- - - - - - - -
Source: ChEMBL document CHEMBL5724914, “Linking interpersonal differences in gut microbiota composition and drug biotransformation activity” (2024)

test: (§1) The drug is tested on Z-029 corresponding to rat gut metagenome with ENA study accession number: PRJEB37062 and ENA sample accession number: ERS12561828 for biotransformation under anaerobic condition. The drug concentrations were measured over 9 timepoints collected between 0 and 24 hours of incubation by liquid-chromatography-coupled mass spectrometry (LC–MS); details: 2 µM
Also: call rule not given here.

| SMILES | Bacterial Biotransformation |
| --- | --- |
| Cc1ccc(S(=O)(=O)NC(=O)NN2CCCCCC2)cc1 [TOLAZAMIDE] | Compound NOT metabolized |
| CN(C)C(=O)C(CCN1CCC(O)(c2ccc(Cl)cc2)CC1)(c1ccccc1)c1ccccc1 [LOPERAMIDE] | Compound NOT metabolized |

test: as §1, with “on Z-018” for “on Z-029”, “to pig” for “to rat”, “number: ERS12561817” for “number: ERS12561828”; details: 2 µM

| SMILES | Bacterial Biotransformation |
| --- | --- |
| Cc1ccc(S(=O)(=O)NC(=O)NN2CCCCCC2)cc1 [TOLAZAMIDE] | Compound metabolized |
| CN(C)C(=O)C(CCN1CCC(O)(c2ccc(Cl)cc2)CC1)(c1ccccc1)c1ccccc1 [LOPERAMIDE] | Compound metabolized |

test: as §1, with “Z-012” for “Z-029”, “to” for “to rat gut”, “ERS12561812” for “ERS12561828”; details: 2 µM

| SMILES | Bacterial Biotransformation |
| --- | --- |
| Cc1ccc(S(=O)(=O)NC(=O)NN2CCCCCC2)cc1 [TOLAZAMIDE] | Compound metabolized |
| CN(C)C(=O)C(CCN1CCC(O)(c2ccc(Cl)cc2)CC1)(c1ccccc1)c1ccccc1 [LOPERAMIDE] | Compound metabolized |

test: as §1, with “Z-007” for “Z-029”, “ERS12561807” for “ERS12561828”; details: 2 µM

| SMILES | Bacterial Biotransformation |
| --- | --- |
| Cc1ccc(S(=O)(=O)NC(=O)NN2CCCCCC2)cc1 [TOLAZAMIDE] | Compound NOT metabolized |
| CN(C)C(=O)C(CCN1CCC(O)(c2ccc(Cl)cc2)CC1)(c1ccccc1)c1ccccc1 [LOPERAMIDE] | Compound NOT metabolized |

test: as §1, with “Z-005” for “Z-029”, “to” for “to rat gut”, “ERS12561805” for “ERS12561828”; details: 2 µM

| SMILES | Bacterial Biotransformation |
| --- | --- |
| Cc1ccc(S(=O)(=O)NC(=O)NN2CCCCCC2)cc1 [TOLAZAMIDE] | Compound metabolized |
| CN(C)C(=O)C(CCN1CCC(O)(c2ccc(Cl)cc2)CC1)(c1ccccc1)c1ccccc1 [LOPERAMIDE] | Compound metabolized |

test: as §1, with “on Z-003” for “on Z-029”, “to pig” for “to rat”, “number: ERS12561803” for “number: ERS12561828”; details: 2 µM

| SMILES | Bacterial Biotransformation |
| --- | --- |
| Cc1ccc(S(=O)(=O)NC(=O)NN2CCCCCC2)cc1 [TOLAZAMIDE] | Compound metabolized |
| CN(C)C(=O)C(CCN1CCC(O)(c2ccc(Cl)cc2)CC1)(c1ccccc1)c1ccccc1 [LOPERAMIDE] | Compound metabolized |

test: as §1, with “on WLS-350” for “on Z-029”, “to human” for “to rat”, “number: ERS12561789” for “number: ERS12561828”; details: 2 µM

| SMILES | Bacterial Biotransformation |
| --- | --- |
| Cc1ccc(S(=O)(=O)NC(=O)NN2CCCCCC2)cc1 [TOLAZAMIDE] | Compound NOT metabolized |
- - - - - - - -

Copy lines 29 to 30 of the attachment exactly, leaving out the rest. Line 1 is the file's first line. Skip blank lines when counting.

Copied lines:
| SMILES | Bacterial Biotransformation |
| --- | --- |